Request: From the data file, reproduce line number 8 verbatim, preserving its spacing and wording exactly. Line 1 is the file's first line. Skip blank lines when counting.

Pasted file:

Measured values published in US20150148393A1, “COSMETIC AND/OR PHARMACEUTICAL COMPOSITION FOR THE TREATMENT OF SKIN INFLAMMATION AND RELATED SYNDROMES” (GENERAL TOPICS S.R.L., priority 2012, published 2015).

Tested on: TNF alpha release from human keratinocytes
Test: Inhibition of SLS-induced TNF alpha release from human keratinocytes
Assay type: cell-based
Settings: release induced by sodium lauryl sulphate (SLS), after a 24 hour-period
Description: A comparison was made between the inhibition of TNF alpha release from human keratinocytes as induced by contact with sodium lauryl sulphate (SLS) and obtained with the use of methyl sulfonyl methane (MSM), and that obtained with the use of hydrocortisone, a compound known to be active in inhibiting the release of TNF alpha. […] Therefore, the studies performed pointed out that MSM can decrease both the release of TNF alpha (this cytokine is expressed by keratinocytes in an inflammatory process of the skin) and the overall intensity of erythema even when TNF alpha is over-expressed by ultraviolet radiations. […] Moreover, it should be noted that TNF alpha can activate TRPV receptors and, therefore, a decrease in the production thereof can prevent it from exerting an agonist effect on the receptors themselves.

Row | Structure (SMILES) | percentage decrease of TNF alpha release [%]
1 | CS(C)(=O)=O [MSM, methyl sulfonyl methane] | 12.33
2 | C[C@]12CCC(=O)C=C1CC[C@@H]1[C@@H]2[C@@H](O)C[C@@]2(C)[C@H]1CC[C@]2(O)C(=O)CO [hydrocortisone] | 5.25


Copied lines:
1 | CS(C)(=O)=O [MSM, methyl sulfonyl methane] | 12.33